The Ultimate Hitchcock Blonde
Madeleine's the woman who has everything, 1950s version: blonde beauty, glamour, a wealthy husband, and a magnetic effect on men. She also has a bad case of spirit possession, but this doesn't seem to stop our leading man from falling in love with her. Gavin's wife and Scottie's love interest from the minute he lays eyes on her, she's plagued by the ghost of Carlotta Valdes, a nineteenth-century San Francisco woman who was abandoned by a rich man. Carlotta's husband dumped her but kept their child, leaving Carlotta grief-stricken and eventually suicidal.
We know this, but Madeleine doesn't. She just knows she has episodes of not knowing where she is or what she's doing. Unbeknownst to Madeleine, Carlotta's her great-grandmother. Madeleine floats around with a dreamy, otherworldly look about her.
In Her Dreams
It's Carlotta who leads Madeleine all over the place—to flower shops and art galleries, to old San Francisco hotels and graveyards, and, in her dreams, to "Spanish villages." It's also Carlotta who causes the creepy trances that so alarm both Gavin and Scottie. At times she goes into an altered state of consciousness and speaks as if she's Carlotta. She takes out Carlotta's jewelry (she inherited it but doesn't know that) and wears it, staring into the mirror.
Scottie follows Madeleine for a while in her wanderings, reporting back to her husband what he's learned. When Madeleine jumps into San Francisco Bay, he rescues her and brings her to his apartment. She remembers nothing about the suicide attempt, but she seems drawn to Scottie, and they end up spending a lot of time together and giving us a tour of the highlights of the natural wonders of northern California.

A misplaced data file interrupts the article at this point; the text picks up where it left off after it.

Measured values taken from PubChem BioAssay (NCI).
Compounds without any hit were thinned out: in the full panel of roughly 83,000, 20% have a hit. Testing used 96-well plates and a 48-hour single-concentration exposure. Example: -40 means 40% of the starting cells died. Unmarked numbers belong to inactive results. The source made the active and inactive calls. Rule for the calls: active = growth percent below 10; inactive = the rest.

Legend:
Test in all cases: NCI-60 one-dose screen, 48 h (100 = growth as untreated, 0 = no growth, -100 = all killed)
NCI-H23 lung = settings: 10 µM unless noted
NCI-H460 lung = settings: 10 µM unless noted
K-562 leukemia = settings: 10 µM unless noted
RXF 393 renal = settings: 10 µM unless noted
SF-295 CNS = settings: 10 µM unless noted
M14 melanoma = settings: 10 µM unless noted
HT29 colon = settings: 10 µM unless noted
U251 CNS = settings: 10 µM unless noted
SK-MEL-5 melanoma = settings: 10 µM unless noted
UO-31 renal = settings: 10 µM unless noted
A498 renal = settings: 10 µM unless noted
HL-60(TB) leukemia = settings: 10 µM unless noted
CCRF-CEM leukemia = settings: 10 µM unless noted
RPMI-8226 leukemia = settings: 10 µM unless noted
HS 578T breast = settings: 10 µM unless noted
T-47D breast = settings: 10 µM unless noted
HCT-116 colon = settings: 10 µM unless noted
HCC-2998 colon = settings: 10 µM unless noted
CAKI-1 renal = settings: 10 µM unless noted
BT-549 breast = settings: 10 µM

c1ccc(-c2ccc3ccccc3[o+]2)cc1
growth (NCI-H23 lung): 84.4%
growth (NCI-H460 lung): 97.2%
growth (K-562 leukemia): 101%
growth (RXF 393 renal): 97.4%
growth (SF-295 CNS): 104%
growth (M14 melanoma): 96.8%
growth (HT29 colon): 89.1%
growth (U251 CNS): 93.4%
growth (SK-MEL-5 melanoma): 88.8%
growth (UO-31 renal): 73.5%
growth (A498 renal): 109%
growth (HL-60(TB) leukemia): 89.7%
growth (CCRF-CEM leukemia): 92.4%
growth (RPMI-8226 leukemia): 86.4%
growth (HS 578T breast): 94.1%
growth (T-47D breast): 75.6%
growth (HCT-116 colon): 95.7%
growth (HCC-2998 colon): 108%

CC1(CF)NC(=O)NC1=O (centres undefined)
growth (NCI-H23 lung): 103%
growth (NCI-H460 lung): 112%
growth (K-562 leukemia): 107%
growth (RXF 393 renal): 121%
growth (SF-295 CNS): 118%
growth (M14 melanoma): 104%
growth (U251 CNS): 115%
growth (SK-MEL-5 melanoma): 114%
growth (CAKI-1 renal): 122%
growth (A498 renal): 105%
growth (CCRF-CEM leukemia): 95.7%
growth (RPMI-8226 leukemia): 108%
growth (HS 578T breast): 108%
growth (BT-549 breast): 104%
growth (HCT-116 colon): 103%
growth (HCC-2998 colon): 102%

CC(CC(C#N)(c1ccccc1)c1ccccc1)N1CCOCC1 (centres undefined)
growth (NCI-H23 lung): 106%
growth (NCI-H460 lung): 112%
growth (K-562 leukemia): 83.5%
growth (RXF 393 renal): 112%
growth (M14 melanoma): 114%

We do get brief glimpses of Madeleine's own personality through the spirit-possessed soul from time to time. She's smart, educated, and charming. It's Madeleine who comes up with dreamy one-liners like, "Only one is a wanderer. Two together are always going somewhere."
Mostly, though, she talks about death—she seems to have a death wish because of her possession by Carlotta and is obsessed by the past. While staring at the rings of a giant sequoia tree, she says,
MADELEINE: Somewhere in here I was born... and here I died and it was only a moment for you... you took no notice...
She has dreams of looking into her own grave, and convinces Scottie that she desperately wants him to save her:
MADELEINE: I'm not mad. I'm not mad. And I don't want to die, but there's someone inside me, there's a somebody else, and she says I must die... Scottie, don't let me go!
What man could resist that (especially coming from Kim Novak)? Ultimately, the spirit of Carlotta gets her way. Madeleine "remembers" a scene from a place that Scottie recognizes as the bell tower at the Mission San Juan Bautista. He takes her there in an effort to finally get rid of her demons, but history repeats itself, and Madeleine throws herself off the bell tower.
Poor, tormented Madeleine—beautiful, refined, tortured soul. Too bad she's a complete fabrication. We don't see her again except in Scottie's hallucinations.
There was a real Madeleine Elster, of course, and she does get a second or two of screen time—her neck broken, about to be thrown off the bell tower by her husband. Apparently Hitchcock found the fake Madeleine much more interesting.